You’ve recently purchased a new house with your partner and have almost finished making the last touches to this new place you call home.
Only, both of you can’t quite put your finger on what seems to be missing in your new home.
Then after having a few friends from college come over, one of them mentions that you have the perfect space on your backyard patio for an outdoor bar.
Then the wheels in your head begin to turn once those friends leave. You and your partner decide to bring the outdoor bar idea to fruition.
However, you have no idea how to make a DIY bar and start thinking of places to search.
Not to worry, we’ve got you covered here.
Striking a Balance Between Aesthetics and Space
When deciding on the kind of DIY bar you’d like to construct, it’s important to consider the amount of space you have in your home and the type of bar you’d like to have. If you live in an apartment, a bar on your balcony may not be feasible given the amount of space in your balcony.
That being said, you don’t need to ditch the idea of making a DIY bar even if you live in an apartment. You can build a smaller liquor cabinet and a high table with two chairs for guests while you serve your guests behind the table. Having less space to build your DIY bar just means you need to be more creative.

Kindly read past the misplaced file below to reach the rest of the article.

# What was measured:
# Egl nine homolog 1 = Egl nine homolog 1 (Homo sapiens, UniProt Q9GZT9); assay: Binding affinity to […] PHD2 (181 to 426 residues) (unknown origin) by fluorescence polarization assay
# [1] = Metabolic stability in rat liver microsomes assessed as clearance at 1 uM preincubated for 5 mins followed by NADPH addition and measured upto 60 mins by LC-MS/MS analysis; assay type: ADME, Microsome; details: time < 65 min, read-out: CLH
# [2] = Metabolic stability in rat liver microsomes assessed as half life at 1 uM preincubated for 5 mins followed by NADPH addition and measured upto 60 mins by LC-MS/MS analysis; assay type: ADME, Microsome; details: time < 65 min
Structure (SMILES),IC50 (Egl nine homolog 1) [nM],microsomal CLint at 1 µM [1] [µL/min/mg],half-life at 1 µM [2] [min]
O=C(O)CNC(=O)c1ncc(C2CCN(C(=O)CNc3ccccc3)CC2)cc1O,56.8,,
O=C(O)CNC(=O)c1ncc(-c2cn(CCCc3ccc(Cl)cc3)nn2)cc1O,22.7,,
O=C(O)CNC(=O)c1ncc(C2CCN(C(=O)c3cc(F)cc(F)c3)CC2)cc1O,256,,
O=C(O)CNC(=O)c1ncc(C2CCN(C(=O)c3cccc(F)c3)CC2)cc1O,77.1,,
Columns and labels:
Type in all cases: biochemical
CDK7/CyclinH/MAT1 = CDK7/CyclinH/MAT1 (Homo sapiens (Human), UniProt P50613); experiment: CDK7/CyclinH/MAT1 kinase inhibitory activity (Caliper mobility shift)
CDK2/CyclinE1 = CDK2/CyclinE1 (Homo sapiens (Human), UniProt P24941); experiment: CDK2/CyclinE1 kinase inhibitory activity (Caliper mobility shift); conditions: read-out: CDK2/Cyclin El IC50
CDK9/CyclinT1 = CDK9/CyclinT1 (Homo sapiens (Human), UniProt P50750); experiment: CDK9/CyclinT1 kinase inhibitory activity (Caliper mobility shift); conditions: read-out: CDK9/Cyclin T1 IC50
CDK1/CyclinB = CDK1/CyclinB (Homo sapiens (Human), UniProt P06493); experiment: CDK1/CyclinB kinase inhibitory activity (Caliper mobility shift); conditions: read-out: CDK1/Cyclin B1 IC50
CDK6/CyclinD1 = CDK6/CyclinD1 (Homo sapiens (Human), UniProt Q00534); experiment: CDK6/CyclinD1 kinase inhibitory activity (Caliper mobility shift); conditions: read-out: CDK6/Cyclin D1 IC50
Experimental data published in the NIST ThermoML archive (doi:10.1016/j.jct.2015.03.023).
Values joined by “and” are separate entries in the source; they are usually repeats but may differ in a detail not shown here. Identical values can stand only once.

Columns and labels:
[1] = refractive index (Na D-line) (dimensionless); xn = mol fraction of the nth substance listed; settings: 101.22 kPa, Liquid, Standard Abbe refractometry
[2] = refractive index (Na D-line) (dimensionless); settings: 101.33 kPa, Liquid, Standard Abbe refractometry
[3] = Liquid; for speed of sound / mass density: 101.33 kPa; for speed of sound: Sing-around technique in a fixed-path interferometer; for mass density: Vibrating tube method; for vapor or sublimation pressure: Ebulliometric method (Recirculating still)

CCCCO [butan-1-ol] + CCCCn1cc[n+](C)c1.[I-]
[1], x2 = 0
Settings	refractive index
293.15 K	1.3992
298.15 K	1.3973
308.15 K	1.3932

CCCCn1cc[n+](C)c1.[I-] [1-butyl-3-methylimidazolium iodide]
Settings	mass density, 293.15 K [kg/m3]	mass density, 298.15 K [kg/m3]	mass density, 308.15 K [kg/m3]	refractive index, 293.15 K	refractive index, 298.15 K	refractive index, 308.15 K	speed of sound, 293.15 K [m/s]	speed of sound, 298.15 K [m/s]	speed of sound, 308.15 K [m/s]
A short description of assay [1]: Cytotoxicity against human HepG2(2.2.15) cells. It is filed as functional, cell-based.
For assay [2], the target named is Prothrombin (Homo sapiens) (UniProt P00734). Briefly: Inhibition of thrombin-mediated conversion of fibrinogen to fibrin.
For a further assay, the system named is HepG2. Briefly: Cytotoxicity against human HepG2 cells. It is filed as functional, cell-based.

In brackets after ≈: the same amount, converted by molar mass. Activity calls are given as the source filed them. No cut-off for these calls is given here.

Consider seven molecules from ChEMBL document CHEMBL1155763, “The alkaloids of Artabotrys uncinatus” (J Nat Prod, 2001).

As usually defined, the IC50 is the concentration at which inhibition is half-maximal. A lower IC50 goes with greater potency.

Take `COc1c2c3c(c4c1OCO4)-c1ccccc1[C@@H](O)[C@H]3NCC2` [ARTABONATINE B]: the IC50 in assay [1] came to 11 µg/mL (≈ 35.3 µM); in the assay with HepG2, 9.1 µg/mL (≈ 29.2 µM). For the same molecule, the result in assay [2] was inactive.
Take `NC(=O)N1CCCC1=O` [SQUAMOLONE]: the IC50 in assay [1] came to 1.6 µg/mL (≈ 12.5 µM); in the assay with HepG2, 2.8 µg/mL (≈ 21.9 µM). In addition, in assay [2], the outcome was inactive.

However, if you live in a house with a basement and backyard patio, you, of course, have many more options to be creative with your DIY bar.
For starters, you can build the DIY bar in the basement or backyard patio.
Depending on the amount of space in each location, you can build a larger one to entertain many guests at a time or smaller, cozy one to host a gathering of close friends and family.
Two things are certain.
First, the more customized your DIY bar, the longer it will take you.
Second, the more people you have working on this bar with you, the faster you will complete the project.
A DIY bar, then, could really take you three days to build or even up to six months.
Consider the following steps before constructing your DIY bar.
1. Choose Your Location for Your DIY Bar
Before purchasing any material or tools, think carefully about where you would like your DIY bar. Let’s think about the outdoor patio DIY bar as an example. You’ve decided on a resort-style Tiki bar.
The best venue for this bar would be the backyard patio.
However, let’s say you live in an apartment and would still like to have your own DIY bar. Repurposing old furniture may be the fastest, most convenient and most affordable route to go. You can use one of your vintage luggage, remove the inside and turn it into a rolling, vintage DIY bar cart.
Whether big or small, you need only decide on how to use the amount of space you have to suit your needs.